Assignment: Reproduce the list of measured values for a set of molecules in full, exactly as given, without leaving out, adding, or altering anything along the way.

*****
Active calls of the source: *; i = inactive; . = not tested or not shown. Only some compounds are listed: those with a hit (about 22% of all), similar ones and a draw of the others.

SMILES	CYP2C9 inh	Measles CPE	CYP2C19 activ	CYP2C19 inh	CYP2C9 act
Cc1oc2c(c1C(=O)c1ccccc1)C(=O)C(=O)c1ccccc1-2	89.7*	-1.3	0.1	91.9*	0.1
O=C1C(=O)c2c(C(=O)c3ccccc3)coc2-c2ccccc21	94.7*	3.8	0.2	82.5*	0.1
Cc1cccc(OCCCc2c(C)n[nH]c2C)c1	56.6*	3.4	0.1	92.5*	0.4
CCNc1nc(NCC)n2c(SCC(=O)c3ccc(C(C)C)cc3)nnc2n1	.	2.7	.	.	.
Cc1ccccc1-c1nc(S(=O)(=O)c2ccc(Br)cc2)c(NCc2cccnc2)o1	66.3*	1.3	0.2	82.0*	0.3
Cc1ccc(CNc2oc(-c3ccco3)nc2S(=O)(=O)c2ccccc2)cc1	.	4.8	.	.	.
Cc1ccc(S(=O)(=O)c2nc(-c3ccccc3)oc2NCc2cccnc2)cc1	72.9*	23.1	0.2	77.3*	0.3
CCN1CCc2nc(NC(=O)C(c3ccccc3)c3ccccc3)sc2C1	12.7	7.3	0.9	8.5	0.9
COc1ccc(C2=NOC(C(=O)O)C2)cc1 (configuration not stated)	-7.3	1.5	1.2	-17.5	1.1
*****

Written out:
Active calls of the source: *; i = inactive; . = not tested or not shown. Only some compounds are listed: those with a hit (about 22% of all), similar ones and a draw of the others.

SMILES	CYP2C9 inh	Measles CPE	CYP2C19 activ	CYP2C19 inh	CYP2C9 act
Cc1oc2c(c1C(=O)c1ccccc1)C(=O)C(=O)c1ccccc1-2	89.7*	-1.3	0.1	91.9*	0.1
O=C1C(=O)c2c(C(=O)c3ccccc3)coc2-c2ccccc21	94.7*	3.8	0.2	82.5*	0.1
Cc1cccc(OCCCc2c(C)n[nH]c2C)c1	56.6*	3.4	0.1	92.5*	0.4
CCNc1nc(NCC)n2c(SCC(=O)c3ccc(C(C)C)cc3)nnc2n1	.	2.7	.	.	.
Cc1ccccc1-c1nc(S(=O)(=O)c2ccc(Br)cc2)c(NCc2cccnc2)o1	66.3*	1.3	0.2	82.0*	0.3
Cc1ccc(CNc2oc(-c3ccco3)nc2S(=O)(=O)c2ccccc2)cc1	.	4.8	.	.	.
Cc1ccc(S(=O)(=O)c2nc(-c3ccccc3)oc2NCc2cccnc2)cc1	72.9*	23.1	0.2	77.3*	0.3
CCN1CCc2nc(NC(=O)C(c3ccccc3)c3ccccc3)sc2C1	12.7	7.3	0.9	8.5	0.9
COc1ccc(C2=NOC(C(=O)O)C2)cc1 (configuration not stated)	-7.3	1.5	1.2	-17.5	1.1